In Miami's hard-hit Little Haiti 'We never give up'

Bertot Joisil's adopted hometown is Columbus, Ohio. The Haitian-born engineer used to live in Miami, which is why he makes Little Haiti a required stop on every visit back to South Florida -- even if he never gets out of the car.

``It's always a pleasure to come here and immerse in Haitian culture,'' Joisil said. ``Even if it means driving by, just to get the feel of it.''

The recession has been hard on businesses in Little Haiti, and this summer brings a lull in visitors coming back to the area. Construction along Northeast Second Avenue, the neighborhood's main drag, hasn't helped. But many small-business owners said they feel they have no choice but to stick it out.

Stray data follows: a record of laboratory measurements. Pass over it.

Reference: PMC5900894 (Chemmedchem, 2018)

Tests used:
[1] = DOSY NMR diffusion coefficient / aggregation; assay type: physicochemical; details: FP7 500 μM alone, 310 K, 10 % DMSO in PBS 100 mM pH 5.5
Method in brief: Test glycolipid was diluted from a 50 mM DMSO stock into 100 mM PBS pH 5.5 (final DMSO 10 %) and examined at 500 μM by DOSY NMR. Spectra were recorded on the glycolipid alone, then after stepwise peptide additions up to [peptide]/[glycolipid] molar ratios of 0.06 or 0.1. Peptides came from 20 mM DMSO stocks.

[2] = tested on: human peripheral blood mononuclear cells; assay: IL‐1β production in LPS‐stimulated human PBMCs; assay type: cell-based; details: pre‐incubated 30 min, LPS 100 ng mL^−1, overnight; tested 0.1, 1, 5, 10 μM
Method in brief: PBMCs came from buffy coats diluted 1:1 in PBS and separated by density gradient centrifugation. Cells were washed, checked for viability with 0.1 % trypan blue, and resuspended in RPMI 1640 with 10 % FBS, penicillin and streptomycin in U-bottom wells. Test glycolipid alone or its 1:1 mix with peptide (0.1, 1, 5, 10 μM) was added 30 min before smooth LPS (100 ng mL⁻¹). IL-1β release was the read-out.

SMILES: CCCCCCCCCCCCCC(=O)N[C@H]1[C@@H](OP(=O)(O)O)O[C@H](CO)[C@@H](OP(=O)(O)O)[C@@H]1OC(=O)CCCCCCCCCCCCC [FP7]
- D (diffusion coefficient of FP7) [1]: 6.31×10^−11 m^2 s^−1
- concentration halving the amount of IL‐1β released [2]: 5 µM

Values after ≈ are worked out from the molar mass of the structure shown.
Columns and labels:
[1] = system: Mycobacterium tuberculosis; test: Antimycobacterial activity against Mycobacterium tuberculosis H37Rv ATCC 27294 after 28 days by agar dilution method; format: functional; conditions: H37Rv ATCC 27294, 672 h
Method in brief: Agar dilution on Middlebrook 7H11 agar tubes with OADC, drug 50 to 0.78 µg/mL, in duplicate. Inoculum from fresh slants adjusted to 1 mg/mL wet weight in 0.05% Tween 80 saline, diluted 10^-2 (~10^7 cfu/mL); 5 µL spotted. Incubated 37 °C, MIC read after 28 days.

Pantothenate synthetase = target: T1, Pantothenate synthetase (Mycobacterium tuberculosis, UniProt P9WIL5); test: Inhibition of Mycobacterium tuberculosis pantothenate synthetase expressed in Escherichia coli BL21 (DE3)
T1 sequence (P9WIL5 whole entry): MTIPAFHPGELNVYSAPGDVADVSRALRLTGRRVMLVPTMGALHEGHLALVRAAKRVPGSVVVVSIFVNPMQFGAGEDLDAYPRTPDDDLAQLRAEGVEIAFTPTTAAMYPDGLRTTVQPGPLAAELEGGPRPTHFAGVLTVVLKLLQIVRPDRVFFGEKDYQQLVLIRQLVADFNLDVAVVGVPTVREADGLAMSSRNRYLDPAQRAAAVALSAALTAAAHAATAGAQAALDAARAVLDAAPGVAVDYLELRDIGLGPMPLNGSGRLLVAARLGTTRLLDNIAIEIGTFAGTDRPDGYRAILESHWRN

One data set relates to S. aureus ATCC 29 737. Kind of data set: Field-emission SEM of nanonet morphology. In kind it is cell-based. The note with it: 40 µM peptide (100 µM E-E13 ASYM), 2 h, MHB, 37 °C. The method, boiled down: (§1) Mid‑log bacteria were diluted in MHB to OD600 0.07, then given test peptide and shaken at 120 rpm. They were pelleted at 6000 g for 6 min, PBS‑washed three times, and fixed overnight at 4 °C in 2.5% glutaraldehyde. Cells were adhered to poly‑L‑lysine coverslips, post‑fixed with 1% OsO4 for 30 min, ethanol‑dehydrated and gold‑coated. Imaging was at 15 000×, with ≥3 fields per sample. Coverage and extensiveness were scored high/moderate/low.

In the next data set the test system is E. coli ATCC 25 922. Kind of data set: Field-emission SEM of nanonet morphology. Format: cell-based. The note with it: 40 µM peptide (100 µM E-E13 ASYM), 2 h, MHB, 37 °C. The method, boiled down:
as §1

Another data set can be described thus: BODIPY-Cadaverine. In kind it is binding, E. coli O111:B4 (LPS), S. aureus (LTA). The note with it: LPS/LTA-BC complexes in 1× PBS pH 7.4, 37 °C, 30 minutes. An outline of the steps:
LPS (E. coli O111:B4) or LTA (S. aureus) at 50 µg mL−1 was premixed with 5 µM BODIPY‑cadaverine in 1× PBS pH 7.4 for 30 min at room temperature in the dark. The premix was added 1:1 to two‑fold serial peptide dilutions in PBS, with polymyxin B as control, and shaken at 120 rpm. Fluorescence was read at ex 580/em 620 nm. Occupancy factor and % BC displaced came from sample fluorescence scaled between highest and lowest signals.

Compared to any other neighborhood in Miami, Little Haiti has the largest percentage of informal income, according to Social Compact, a Washington, D.C.-based nonprofit that provides economic data on inner-city neighborhoods.

That makes quantifying the impact of this recession even more difficult, said Social Compact CEO John Talmage.

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